III. A basic outline of the doctrine opposed
The argument I’m making is against those theological traditions which affirm God’s universal salvific purpose. This is a common Christian belief which can be summarized as follows:
- God has set within his mind, as an object or end to be attained, the salvation of all people without exception;
- he has acted in history to attain this end through the work of Jesus Christ;
- and he is prevented from attaining it only by the free agency of those people who choose to reject his overtures of salvation.
It’s probably fair to say that, in various iterations, this represents a “mainstream” Christian view. I’ve even seen it presented as the gospel itself. It’s based on the moral intuition that it would be reprehensible for God to elect only certain people to salvation, while making no allowance for the salvation of anyone else. According to this intuition, God’s infinite benevolence must be reflected in his genuine intention that all people be saved, which in turn must be outworked in his genuine attempt to achieve this in the atonement of Jesus Christ. In its most extreme variants, this intuition leads naturally into universalism: the belief that all people without exception will ultimately be saved. In its more conservative iterations, God’s intention to save all people is held in tension with those people’s libertarian free will, by which they are capable of choosing to reject the salvation offered.
This does not prima facie contradict God’s omnipotence, because although omnipotence entails no external limitations on God’s power, internal limitations are not only possible but necessary. For example, God cannot lie; he cannot do the logically impossible; and—according to the theological traditions in question—he cannot overrule the libertarian free will of those whom he wishes to save. Many reasons are given for this; generically, they tend to reduce down to the belief that God would be in some way acting against his character if he did not permit us to make our own free choices (even when these are against our own self-interest). This is generally supported by at least the argument that God would be acting against his character if he were to coerce people to love him, because love which is not freely given is not genuine. Thus, the only limitation on God’s ability to save people is one he imposes upon himself by merit of his own character in relation to libertarian freedom.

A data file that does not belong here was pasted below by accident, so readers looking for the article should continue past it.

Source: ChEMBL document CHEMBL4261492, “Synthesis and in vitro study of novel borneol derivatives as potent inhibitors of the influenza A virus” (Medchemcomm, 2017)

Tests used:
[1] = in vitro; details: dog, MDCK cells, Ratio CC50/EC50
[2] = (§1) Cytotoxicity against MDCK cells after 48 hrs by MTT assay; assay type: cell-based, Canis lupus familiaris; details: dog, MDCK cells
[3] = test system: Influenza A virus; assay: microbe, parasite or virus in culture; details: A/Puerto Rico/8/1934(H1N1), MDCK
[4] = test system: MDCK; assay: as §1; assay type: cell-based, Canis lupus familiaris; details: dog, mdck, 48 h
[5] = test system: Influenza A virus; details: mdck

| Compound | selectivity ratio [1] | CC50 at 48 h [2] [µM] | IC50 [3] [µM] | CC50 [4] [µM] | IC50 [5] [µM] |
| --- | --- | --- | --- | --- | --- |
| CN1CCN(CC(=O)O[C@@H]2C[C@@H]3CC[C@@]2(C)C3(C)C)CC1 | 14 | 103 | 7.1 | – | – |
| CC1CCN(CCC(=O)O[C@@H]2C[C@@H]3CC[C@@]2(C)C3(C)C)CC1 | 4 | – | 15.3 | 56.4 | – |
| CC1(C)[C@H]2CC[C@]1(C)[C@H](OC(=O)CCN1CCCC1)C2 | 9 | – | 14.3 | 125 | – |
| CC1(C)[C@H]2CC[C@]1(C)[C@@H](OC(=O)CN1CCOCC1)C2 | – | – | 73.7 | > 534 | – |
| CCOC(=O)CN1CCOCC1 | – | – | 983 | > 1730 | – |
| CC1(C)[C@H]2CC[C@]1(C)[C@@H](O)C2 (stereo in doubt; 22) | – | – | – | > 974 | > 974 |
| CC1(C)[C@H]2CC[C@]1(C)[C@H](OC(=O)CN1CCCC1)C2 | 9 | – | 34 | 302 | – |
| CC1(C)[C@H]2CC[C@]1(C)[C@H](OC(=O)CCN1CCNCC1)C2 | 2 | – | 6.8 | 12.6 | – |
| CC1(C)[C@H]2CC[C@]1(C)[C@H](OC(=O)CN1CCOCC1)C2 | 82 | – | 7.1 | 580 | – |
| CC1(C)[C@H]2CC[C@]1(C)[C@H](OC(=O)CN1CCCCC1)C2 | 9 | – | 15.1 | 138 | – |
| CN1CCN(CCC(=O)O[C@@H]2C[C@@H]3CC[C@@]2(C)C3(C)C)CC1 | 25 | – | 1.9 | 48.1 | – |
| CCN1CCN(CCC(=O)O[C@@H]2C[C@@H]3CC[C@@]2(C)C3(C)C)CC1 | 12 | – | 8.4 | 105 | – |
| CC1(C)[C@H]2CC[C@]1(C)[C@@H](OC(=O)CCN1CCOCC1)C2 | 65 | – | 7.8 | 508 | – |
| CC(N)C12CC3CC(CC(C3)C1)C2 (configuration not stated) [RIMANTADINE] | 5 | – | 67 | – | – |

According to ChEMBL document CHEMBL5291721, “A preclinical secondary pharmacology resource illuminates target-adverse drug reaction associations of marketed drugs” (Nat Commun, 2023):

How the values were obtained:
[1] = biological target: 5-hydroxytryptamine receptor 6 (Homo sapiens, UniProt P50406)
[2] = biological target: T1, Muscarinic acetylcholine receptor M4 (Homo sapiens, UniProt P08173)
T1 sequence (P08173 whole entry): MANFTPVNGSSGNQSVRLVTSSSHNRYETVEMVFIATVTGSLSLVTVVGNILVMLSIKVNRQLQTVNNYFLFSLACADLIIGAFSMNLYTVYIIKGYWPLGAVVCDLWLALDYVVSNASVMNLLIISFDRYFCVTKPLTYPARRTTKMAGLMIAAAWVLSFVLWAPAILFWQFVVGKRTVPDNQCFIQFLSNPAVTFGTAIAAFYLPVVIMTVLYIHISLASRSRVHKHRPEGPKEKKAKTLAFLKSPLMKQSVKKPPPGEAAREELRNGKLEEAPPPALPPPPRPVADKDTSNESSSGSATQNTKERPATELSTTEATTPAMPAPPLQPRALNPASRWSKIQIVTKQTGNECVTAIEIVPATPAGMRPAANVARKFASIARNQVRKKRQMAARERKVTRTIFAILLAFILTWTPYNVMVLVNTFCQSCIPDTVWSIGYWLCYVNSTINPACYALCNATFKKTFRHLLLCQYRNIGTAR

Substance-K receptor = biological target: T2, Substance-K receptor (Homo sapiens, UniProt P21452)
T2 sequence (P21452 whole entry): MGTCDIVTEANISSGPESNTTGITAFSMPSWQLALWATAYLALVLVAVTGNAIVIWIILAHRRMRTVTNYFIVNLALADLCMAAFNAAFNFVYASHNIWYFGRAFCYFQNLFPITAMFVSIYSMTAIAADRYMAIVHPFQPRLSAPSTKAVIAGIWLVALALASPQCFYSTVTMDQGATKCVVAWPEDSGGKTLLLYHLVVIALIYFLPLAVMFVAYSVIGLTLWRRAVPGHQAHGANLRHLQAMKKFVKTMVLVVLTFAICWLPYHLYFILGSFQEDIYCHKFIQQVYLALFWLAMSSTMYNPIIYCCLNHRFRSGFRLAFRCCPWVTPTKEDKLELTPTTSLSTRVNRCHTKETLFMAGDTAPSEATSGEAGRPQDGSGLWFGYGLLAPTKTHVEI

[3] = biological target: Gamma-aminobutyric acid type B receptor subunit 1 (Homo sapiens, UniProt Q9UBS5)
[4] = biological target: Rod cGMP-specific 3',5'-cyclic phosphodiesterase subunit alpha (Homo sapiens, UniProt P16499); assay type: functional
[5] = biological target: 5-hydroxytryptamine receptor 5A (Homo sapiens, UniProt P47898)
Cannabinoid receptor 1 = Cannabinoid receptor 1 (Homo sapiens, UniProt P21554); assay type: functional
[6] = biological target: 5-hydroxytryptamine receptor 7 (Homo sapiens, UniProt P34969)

Although much can be said against this, I’m going to assume for the sake of argument that it’s at least prima facie reasonable. Having thus laid this groundwork and conceded this point, I can bring Isaiah 46:9-11 to bear to demonstrate very simply that a real contradiction does, in fact, exist.
IV. The argument from divine accomplishment of purpose
The bulk of this argument is comprised in its third to sixth premises. The first and second are appended in order to ensure clarity as regards the specific theological assumptions being made. Thus, premise (1) serves to funnel any kind of Christian position into the argument; and premise (2) functions as a catch-all for both traditional and heretical formulations of God’s omniscience.
- God purposes to save people.
- If God purposes to save people, then he knows which persons he purposes to save.
- Everything God purposes he accomplishes.
- Therefore, every person God purposes to save he will save.
- Not every person without exception is saved.
- Therefore, God does not purpose to save every person without exception.
The conclusion follows necessarily; so to deny it one must deny at least one of the premises. Let me briefly comment, then, on each premise in turn.
1. God purposes to save people
I start with this very generic premise for the sake of precision and power. It is a premise which cannot be denied by any Christian, since the very point of the gospel is that God desires and intends to save at least some people. I have not said precisely which persons, and so the premise is uncontroversial. Thus, it’s a good place to start, since it shows that the argument in toto applies to anyone who names himself a Christian.